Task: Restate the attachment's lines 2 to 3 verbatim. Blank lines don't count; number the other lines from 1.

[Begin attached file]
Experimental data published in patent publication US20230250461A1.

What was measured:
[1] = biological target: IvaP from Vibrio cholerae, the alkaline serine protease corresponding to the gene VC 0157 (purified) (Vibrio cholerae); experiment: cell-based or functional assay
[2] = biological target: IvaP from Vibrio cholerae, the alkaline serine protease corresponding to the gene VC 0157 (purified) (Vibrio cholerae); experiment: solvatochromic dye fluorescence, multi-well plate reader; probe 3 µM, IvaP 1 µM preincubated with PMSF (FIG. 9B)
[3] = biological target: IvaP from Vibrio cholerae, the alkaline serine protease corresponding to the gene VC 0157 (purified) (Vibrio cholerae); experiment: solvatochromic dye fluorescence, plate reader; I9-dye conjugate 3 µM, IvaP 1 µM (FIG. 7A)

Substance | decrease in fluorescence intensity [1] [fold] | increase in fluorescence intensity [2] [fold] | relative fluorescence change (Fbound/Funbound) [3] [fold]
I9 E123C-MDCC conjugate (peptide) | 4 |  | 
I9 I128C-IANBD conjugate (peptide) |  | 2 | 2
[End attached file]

What was measured:
[1] = biological target: IvaP from Vibrio cholerae, the alkaline serine protease corresponding to the gene VC 0157 (purified) (Vibrio cholerae); experiment: cell-based or functional assay